The Fujifilm XF 70-300mm F4-5.6 R LM OIS WR is a compact and lightweight, weather-resistant, super-telephoto zoom lens for Fuji’s X-series mirrorless camera range.
The Fuji 70-300mm lens offers an effective focal range range similar to that of a 107-457mm lens in a 35mm full-frame system, which can be extended to 214-914mm using the optional XF 2x TC WR teleconverter (it’s also compatible with the 1.4x teleconverter), albeit with 2 stops of light loss.
It has an optical construction with 17 elements arranged in 12 groups including 1 aspherical to control distortion and spherical aberrations and 2 ED lens elements to reduce color fringing and chromatic aberrations.
Other highlights of the Fujifilm 70-300mm lens include a Linear Autofocus Motor which enables quiet and high-speed auto focusing, a weather-sealed lens body that protects against dust and moisture, nine rounded aperture blades for a smooth circular bokeh, a 1/3EV-step aperture ring, a minimum working distance of 0.83m and 0.33x maximum magnification for the entire zoom range, and 5.5-stops of optical image stabilisation.
The Fujinon XF 70-300mm F4-5.6 R LM OIS WR has a suggested retail price of £729 / $799 in the UK and USA respectively.
Ease of Use
The Fujifilm XF 70-300mm is a remarkably compact and lightweight telephoto lens given the focal range that it offers, weighing just 580g / 1.27lbs and measuring 132.5mm in length when set to 70mm.
It proved to be a very good match for the X-S10 that we tested it with, which is one of the smaller X-series camera bodies.
Note that the length of the lens does change as you zoom out, reaching 20.5cm at the 300mm focal length.
When the large lens hood is also fitted, this does make the XF 70-300mm look rather more conspicuous than when it’s set to 70mm without the hood.
The overall build quality is good rather than excellent, with the lens barrel made of high-grade plastics to help keep the weight down, rather than being made from metal.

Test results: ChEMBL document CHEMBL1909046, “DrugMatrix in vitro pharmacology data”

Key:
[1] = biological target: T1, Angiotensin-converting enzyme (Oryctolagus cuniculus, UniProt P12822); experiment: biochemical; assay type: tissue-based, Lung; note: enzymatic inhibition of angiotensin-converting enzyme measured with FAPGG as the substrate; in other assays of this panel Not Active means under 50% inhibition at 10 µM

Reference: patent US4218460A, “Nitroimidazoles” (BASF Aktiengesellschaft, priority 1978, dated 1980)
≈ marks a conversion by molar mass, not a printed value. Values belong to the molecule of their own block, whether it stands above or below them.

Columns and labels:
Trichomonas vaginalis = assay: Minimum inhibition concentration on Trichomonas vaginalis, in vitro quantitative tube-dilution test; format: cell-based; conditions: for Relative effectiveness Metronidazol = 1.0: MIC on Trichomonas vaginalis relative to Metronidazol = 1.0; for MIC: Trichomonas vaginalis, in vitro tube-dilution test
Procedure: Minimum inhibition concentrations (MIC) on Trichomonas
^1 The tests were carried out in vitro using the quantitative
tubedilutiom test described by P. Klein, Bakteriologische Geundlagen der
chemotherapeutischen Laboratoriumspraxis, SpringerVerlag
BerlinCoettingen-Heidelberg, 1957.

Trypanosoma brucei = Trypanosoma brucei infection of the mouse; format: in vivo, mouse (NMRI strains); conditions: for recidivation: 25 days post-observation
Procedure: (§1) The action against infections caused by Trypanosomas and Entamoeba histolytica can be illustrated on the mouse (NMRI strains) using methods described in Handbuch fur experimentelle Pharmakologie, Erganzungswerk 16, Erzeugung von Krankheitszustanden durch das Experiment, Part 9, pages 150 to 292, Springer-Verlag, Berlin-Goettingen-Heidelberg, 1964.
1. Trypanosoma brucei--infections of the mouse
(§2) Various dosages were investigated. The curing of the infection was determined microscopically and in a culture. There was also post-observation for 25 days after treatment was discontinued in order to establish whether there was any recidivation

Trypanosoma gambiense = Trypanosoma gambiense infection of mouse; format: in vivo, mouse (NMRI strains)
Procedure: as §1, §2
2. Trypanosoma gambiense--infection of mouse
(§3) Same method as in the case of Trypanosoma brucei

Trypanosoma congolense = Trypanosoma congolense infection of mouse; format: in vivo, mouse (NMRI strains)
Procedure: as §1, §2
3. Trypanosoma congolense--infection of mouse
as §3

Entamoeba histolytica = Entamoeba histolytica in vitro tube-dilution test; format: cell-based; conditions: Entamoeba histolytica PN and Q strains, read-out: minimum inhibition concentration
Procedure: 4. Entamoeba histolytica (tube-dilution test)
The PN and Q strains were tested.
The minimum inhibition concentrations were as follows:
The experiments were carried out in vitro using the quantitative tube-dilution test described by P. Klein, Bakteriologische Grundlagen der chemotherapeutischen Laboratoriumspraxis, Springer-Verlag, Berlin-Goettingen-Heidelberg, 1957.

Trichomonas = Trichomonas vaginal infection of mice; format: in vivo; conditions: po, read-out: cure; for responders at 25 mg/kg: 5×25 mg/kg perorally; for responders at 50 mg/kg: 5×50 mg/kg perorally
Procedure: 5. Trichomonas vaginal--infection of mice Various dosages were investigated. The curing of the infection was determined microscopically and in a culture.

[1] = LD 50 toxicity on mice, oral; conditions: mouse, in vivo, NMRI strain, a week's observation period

The Fuji 70-300mm F4-5.6 lens is very usefully weather-sealed to help protect it against dust and moisture – Fujifilm claim that you can safely use it down to -10 degrees Celsius / 14°F.
The zoom ring is generously wide and has a ridged, rubberised grip band, whilst the focus ring is much narrower and covered in the same material.
Both the zoom and the focus rings are smooth in action without being loose. The focus ring doesn’t have any “hard stops” at either end of the focus range, making it more difficult to set the focus point to infinity.
Zoom creep is not an issue, but there is a Zoom Lock switch available if you do experience it which locks the lens barrel at the 70mm focal length. The lock can be disengaged eitherby rotating the zoom ring or switching the position of the lock.
The Fujifilm XF 70-300mm F4-5.6 R LM OIS WR lens has a traditional aperture ring on the lens barrel, which allows you to set the aperture in 1/3 steps, although unlike some of Fuji’s other variable-aperture zoom lenses, this one is unmarked.
The aperture ring is nicely damped though and makes a distinctive click as you change the setting. There’s also an Auto setting available if you’d rather set the aperture via the camera body.
The Fuji 70-300mm has a built-in OIS (Optical Image Stabiliser) equivalent to 5.5 stops, but there’s no dedicated OIS switch on the lens barrel so you have to dive into the camera’s menu system to turn it on and off.